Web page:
Knowing begins with believing

Knowing begins with believing

Atheists often decry belief as something undesirable that should be wiped out by science.

Yet they overlook the reality that science too is grounded in belief – the belief that the universe is intelligible. To understand how science requires this belief, here’s an example. Suppose we came across a paper with some unintelligible patterns on it. Normally, we would just neglect it. But if we believed that it contained a message, we would exert ourselves to find the language it was written in, learn that language and decipher the message.

Similarly, when scientists observe various phenomena in the universe, their observations usually don’t make immediate sense. Yet they don’t dismiss those phenomena as nonsense. Why not? Because they believe that nature is pregnant with order – an order that they can’t yet sense because, metaphorically speaking, they haven’t learnt the language that nature speaks. By postulating theories and conducting experiments, they try to learn nature’s language. If scientists didn’t believe in the intelligibility of the universe, they could never acquire any scientific knowledge.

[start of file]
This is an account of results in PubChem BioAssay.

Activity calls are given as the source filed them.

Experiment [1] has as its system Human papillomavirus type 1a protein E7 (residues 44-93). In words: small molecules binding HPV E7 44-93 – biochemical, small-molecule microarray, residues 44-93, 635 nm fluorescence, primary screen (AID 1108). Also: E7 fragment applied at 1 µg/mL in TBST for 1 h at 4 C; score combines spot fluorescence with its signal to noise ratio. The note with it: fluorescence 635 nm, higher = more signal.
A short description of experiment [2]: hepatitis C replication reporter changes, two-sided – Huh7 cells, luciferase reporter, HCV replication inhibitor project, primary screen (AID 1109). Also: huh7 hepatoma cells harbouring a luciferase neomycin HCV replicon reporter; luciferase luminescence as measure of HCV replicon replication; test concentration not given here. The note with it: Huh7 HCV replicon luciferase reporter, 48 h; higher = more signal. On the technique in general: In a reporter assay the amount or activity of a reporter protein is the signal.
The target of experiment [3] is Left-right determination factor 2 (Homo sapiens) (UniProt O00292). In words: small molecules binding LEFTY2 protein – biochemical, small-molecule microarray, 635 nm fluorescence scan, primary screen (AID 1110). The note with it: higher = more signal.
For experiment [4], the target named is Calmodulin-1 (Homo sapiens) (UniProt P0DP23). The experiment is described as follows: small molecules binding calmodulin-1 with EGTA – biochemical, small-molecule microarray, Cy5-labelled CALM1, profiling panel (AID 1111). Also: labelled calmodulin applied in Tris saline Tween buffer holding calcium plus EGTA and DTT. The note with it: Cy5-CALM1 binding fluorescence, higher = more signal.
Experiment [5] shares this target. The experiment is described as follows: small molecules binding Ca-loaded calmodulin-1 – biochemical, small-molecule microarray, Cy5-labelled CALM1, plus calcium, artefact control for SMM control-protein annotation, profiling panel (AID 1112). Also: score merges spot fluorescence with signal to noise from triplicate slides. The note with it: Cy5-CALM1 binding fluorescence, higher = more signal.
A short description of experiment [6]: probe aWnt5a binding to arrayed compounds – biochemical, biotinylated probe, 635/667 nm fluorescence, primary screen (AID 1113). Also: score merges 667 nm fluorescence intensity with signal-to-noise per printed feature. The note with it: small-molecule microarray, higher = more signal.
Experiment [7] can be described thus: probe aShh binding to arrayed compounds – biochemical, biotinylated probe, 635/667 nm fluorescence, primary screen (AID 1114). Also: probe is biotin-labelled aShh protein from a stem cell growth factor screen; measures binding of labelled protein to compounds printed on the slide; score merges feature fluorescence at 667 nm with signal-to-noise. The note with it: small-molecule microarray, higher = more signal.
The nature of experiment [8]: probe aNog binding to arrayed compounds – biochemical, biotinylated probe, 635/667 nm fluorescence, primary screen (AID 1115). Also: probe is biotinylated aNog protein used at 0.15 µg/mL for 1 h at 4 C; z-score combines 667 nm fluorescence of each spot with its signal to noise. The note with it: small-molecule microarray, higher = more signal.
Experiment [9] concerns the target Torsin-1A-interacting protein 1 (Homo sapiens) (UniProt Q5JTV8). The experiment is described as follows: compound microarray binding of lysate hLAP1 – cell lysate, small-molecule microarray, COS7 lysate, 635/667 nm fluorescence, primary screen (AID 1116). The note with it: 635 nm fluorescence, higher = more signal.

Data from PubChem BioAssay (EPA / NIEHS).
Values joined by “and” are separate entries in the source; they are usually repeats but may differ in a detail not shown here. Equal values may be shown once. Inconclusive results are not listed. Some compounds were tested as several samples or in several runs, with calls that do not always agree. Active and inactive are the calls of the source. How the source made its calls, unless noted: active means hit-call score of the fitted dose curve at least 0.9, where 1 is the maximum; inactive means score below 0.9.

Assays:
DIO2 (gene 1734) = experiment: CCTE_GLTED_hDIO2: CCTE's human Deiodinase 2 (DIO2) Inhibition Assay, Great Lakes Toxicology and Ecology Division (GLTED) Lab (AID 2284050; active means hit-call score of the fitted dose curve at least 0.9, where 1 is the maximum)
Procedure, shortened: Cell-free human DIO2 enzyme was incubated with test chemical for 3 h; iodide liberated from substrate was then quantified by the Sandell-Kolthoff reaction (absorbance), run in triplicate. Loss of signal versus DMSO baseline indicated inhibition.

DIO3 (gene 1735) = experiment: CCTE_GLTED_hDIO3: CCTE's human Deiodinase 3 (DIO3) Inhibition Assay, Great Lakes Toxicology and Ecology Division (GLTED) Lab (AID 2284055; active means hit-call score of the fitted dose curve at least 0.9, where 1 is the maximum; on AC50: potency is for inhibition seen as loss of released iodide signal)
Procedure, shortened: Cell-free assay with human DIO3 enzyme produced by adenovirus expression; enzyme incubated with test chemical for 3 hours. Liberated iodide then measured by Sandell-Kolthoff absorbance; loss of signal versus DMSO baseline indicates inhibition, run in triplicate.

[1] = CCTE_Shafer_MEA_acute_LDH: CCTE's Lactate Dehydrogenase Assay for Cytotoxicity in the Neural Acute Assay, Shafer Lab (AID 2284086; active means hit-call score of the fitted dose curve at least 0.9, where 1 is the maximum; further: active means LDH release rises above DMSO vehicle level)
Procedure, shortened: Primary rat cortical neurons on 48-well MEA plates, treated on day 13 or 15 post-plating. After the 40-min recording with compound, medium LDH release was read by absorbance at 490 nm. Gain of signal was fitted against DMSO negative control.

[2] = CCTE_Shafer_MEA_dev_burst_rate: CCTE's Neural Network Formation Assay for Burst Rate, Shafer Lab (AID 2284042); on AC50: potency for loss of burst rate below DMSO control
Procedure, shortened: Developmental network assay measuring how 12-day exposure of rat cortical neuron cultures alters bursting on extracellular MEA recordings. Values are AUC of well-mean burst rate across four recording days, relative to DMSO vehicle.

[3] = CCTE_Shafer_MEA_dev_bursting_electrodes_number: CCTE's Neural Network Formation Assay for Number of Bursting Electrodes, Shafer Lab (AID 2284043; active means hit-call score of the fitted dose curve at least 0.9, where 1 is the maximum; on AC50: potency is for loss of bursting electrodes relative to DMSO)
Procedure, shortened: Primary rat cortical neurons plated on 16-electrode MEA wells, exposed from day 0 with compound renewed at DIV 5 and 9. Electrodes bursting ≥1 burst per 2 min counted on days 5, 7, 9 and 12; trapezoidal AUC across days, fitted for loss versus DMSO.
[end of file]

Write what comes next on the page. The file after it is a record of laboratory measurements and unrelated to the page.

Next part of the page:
What applies to science applies to spirituality too – no belief, no knowledge. The Bhagavad-gita (04.39) states that the faithful can acquire knowledge.

So when knowing requires believing even in science, why should atheists object if spiritual knowing – knowing about life’s spiritual side – requires believing? The spiritual by its very definition is non-material, so knowing it requires belief in a non-material reality that communicates with us in an appropriate language. Gita wisdom posits that the highest such reality is God, and he communicates with us most efficaciously through scriptural revelation. Instead of denouncing all belief, if atheists opened themselves to understanding the language of scriptural revelation – the language of love, they would witness an astonishing expansion of their conceptual horizons – a spiritual expansion that would culminate in their experientially verifying God’s existence and intelligence.

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